let me tell you how it is, in detail, this glyph database of mine.
used a program to extract data from the 8x16 font files (*.F16) that I
1) The first 8x16 font file (cp437.f16), after being analyzed by the
program I have (which was developed by Mateusz Viste), generated a text
file with all 256 glyphs on a 8x16 matrix each.
2) The following step was to edit this resulting text file (with nothing
else than the regular DOS EDIT) to insert the Unicode codepoint for each
glyph. This first text file was renamed to "UNICODE.TXT".
3) The following step was to extract cp850.f16. Another text file with
256 glyphs. Then, I had to:
A) Remove all the redundant glyphs. For instance, all characters in
the lower half of the table because they're the same on every codepage
(i.e. pure ASCII) and they had already been extracted from cp437.f16,
along with those linedraw, shade and block characters which had also
already been extracted from cp437.f16.
B) Insert the Unicode codepoints for the new glyphs.
C) Merge this text file into UNICODE.TXT.
...And so on, repeating step #3 on all the other 8x16 font files. I did
that all in 2006; I don't remember how many codepages I had developed by
then. I can tell you that, by now, they are 192 font files (cp437 + 191
files). Yes, the lower half of the other 191 files is dismissed, so
we're talking about 128 glyphs per each new font file. Then, there are
about 20 to 30 redundancies per font file which are also dismissed, like
linedraw, shade, block characters and a few others. Let's say, then, to
make it easier, that I have around 100 new glyphs per font file. That
gives me 19,100 glyphs. I know that I have 1,745 glyphs in the database.
Some of them were drawn directly into the database, not being extracted
from any *.F16 file. I still have much work to do to catch up with 5
years of new codepages to be extracted.
I do admire Czyborra for the work he has accomplished but his database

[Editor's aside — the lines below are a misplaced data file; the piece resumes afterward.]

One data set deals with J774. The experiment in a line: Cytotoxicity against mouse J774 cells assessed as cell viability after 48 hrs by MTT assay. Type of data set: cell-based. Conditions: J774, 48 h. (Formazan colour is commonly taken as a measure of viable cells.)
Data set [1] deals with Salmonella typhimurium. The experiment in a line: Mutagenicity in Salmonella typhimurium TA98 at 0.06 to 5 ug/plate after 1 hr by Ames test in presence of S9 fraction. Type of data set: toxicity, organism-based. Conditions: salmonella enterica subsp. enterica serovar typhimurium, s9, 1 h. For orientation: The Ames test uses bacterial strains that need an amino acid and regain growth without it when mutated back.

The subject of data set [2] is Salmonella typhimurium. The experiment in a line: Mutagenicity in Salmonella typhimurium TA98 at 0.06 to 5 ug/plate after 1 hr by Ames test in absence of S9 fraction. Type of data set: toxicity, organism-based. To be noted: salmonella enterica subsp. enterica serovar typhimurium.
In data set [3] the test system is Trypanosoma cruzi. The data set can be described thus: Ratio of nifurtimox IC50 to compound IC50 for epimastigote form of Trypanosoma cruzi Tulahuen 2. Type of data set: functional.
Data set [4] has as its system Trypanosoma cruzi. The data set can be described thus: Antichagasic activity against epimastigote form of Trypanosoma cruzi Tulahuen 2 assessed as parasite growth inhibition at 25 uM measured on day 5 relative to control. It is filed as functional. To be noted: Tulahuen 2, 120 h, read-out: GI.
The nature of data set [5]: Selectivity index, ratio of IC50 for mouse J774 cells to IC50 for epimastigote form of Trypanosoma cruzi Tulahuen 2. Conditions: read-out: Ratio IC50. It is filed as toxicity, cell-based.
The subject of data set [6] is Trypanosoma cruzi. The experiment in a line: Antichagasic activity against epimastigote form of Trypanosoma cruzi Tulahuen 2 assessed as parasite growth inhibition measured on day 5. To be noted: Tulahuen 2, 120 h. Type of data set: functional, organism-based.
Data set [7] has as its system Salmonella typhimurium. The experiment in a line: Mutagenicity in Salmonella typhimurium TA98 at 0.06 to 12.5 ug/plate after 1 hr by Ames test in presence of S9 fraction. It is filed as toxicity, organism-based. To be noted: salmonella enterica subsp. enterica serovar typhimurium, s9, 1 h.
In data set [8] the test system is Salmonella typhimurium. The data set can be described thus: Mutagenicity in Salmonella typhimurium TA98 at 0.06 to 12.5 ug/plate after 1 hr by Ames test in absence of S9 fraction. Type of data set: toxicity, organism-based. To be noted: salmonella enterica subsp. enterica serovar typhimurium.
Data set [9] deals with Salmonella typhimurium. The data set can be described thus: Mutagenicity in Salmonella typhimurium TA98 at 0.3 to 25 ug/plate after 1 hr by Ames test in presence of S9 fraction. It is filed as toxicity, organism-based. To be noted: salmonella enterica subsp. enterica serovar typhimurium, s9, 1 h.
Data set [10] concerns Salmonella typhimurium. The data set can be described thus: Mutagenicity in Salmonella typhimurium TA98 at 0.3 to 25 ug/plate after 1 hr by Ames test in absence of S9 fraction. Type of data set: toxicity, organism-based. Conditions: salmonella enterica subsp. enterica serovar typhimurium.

sticks purely to Unicode only. There are a few codepages on FreeDOS
containing glyphs which aren't available on Unicode yet (and I'm already
considering its latest version, 6.0). Two of them are lithuanian (cp777
and cp778), containing precomposed latin letters such as R-tilde and
A-ogonek-acute. They are available on my database in the range of
address called "PUA" (Private Use Area: E000h-F8FFh). Eventually, when
such characters are included into Unicode, all I will have to do is to
change its codepoint number in the glyph database. Furthermore, there
are many other precomposed latin letters on codepages that I have
created for FreeDOS in order to assist american indigenous, african and
oceanian languages. I've been lately working on precomposed acute- and
grave-accented cyrillic vowels and accented georgian vowels which will
also find their way into the database on the PUA.
Furthermore, there's another point - this one being visual: the shape of
the 8x16 glyphs on our databases are very different. It would result on
an ugly printed text if a single database contained glyphs with
different shapes (if I was to consider merging both databases). It would
be like reading a text file with, let's say, Courier New and Times New
Roman letters in a same word. Anyway, I'll talk to him to see if he
allows me to merge all glyphs belonging to scripts different from the
ones I have addressed so far, in order to avoid the "Courier New/Times
New Roman" visual effect. That would spare me from "reinventing the
wheel" and start working on scripts for which the glyphs he has already
made while I would focus on letters for scripts with which I have worked
Em 7/5/2011 01:24, Marco Achury escreveu:
> I found very interesting that all the required sizes are multiple of six,
> so is wise that glyph designer to use a matrix with 6 pixels...
> Only 9 pins high-res is exact multiple of eigth
> A simple way is to reduce the character with is to look for 2 consecutive
> columns with the same bits, and delete one (as contain redundant
> You need to deleted 2 columns on each glyph to get a 6 columns matrix.
> But to get beauty characters with good simetry is better to do such
> job by hand.
> How many characters has you database?
> A good text editor with column mode (as crimson editor) will help
> El 07/05/2011 12:35 a.m., Henrique Peron escribió:
>> Alain, the answer is to interpolate the glyphs but I don't know how to
>> do it - by the way, at least on what concerns Epson printers, I think
>> that there's a native way to interpolate low-resolution glyphs. Anyone
>> wishing to develop the printer driver would also have to check Panasonic
>> Em 6/5/2011 23:01, Alain Mouette escreveu:
>>> In the printes, fonts should have
>>> Low Res 9 pin: 72/6 = 12 pixels
>>> Low Res 24 pin: 180/6= 30 pixels
>>> Hi Res 9 pin: 144/6= 24 pixels
>>> Hi Res 24 pin: 360/6= 60 pixels
>>> This for the whole line (glyph + spacing). Can tou imagine how to
>>> convert your database to work with these resolutions?
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